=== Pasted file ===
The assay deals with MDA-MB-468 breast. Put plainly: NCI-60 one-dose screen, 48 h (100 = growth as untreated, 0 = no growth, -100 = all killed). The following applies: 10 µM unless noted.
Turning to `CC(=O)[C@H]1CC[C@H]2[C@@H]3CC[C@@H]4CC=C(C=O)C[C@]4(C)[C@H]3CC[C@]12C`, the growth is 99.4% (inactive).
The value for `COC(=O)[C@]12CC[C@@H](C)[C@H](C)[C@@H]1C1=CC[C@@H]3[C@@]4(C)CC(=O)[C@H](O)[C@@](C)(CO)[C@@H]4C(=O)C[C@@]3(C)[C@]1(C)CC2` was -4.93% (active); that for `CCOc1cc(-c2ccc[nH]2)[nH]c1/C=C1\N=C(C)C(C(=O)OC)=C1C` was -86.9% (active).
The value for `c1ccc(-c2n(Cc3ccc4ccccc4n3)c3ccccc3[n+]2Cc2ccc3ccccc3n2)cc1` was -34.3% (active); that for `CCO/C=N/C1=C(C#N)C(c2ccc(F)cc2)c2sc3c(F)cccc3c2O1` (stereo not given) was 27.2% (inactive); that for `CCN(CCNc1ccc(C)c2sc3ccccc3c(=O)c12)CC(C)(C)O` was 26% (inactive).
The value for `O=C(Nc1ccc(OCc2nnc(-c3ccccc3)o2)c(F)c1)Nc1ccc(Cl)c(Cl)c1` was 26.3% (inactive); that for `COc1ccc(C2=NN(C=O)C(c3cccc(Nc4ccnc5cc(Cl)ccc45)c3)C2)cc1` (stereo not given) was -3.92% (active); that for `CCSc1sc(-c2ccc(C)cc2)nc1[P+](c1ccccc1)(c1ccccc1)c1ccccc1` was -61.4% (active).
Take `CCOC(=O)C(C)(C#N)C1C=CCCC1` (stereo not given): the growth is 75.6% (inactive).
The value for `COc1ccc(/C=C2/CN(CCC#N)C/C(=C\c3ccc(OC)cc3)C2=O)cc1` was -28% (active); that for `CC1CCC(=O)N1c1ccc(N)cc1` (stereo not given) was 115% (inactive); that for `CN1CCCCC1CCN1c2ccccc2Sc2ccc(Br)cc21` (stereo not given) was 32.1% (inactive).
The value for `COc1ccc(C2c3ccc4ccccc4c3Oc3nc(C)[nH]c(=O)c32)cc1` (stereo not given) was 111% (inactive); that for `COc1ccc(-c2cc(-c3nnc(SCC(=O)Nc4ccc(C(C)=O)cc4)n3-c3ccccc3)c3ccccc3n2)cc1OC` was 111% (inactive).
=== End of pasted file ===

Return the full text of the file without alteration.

The assay deals with MDA-MB-468 breast. Put plainly: NCI-60 one-dose screen, 48 h (100 = growth as untreated, 0 = no growth, -100 = all killed). The following applies: 10 µM unless noted.
Turning to `CC(=O)[C@H]1CC[C@H]2[C@@H]3CC[C@@H]4CC=C(C=O)C[C@]4(C)[C@H]3CC[C@]12C`, the growth is 99.4% (inactive).
The value for `COC(=O)[C@]12CC[C@@H](C)[C@H](C)[C@@H]1C1=CC[C@@H]3[C@@]4(C)CC(=O)[C@H](O)[C@@](C)(CO)[C@@H]4C(=O)C[C@@]3(C)[C@]1(C)CC2` was -4.93% (active); that for `CCOc1cc(-c2ccc[nH]2)[nH]c1/C=C1\N=C(C)C(C(=O)OC)=C1C` was -86.9% (active).
The value for `c1ccc(-c2n(Cc3ccc4ccccc4n3)c3ccccc3[n+]2Cc2ccc3ccccc3n2)cc1` was -34.3% (active); that for `CCO/C=N/C1=C(C#N)C(c2ccc(F)cc2)c2sc3c(F)cccc3c2O1` (stereo not given) was 27.2% (inactive); that for `CCN(CCNc1ccc(C)c2sc3ccccc3c(=O)c12)CC(C)(C)O` was 26% (inactive).
The value for `O=C(Nc1ccc(OCc2nnc(-c3ccccc3)o2)c(F)c1)Nc1ccc(Cl)c(Cl)c1` was 26.3% (inactive); that for `COc1ccc(C2=NN(C=O)C(c3cccc(Nc4ccnc5cc(Cl)ccc45)c3)C2)cc1` (stereo not given) was -3.92% (active); that for `CCSc1sc(-c2ccc(C)cc2)nc1[P+](c1ccccc1)(c1ccccc1)c1ccccc1` was -61.4% (active).
Take `CCOC(=O)C(C)(C#N)C1C=CCCC1` (stereo not given): the growth is 75.6% (inactive).
The value for `COc1ccc(/C=C2/CN(CCC#N)C/C(=C\c3ccc(OC)cc3)C2=O)cc1` was -28% (active); that for `CC1CCC(=O)N1c1ccc(N)cc1` (stereo not given) was 115% (inactive); that for `CN1CCCCC1CCN1c2ccccc2Sc2ccc(Br)cc21` (stereo not given) was 32.1% (inactive).
The value for `COc1ccc(C2c3ccc4ccccc4c3Oc3nc(C)[nH]c(=O)c32)cc1` (stereo not given) was 111% (inactive); that for `COc1ccc(-c2cc(-c3nnc(SCC(=O)Nc4ccc(C(C)=O)cc4)n3-c3ccccc3)c3ccccc3n2)cc1OC` was 111% (inactive).